“In 1998, the tribe sent the baby dinosaur to the Museum of the Rockies to be prepared, with the understanding that it would be returned to the Blackfeet Reservation. As Horner told me in early 2003, the Blackfeet tribe ‘could request possession of the skeleton at any time and they may decide to sell it to the highest bidder.’ That would be regrettable for science, observed Horner, but as ‘part of their cultural heritage, it is their right to dispose of it as they wish.’ As many others have pointed out however, Indians who choose to sell important fossil assets disregard their own cultural heritage, but in this case, the Blackfeet are eager to build a museum for the prize specimen.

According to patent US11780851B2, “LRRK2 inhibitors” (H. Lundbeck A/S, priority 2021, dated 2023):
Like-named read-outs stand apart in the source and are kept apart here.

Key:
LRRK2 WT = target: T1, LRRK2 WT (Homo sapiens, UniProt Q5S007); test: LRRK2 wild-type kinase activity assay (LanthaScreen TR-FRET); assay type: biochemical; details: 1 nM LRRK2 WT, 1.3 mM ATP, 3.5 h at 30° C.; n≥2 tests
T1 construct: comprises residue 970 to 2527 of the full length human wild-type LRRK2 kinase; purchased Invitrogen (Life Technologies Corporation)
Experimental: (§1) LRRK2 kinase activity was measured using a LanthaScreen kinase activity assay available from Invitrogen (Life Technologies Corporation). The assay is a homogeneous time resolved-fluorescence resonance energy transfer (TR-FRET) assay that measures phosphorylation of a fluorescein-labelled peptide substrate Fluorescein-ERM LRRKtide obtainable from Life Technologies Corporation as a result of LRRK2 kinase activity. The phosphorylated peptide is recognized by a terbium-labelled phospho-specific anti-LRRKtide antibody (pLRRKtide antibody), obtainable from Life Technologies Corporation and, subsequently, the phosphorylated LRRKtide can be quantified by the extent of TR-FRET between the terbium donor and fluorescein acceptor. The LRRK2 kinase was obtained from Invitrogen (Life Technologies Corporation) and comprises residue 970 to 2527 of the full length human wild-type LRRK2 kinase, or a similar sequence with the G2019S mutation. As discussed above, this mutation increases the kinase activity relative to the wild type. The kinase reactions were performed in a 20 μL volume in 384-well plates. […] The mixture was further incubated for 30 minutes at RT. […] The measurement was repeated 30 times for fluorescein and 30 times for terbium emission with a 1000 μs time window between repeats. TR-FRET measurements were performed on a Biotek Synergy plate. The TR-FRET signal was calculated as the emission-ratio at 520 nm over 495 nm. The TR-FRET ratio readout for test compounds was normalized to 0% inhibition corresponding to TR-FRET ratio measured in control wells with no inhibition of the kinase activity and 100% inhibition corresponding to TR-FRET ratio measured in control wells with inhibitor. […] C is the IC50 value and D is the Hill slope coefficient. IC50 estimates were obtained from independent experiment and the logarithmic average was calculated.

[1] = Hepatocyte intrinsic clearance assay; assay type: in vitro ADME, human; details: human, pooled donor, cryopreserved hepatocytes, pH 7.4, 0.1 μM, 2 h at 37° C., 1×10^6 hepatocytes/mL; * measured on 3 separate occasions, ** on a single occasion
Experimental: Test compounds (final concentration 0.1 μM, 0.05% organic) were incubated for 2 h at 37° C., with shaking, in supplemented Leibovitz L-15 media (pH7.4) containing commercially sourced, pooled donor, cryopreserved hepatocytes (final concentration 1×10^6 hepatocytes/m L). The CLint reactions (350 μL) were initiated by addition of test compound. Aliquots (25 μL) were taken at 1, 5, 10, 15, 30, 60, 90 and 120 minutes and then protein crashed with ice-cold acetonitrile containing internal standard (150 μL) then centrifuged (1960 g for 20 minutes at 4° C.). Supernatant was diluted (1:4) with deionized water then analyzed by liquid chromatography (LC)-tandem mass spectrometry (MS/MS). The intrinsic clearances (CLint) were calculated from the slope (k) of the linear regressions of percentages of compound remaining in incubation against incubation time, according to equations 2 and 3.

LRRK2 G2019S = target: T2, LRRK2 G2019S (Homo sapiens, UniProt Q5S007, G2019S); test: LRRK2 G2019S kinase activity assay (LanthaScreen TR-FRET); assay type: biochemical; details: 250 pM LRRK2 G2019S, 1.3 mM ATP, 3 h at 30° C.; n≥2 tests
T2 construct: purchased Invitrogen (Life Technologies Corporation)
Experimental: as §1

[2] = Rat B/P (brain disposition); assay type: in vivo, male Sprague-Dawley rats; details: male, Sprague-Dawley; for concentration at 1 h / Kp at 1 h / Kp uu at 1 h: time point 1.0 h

“Horner’s staff worked for three years to partially release the skeleton from extremely hard rock, and in September 2003 the baby dinosaur curled in its plaster cradle was returned to the reservation. The returned fossil was viewed as ‘a victory by the Blackfeet, who saw past treasure-seekers plunder their rich fossil cache.’ Blackfeet school children named the little T. Rex Cameron, and the tribe takes great pride in their fossil. In a reversal of the Diplophosaurus story, the actual specimen is now on display in the Blackfeet Heritage Center in Browning, whle the Museum of the Rockies retains a cast. ‘If you want to see that baby dinosaur, you’re going to have to go to Browning,’ said Horner, who hopes the Blackfeet will be able to fulfill their dream of a museum. ‘I think it’s very important to keep the fossil on the reservation.’”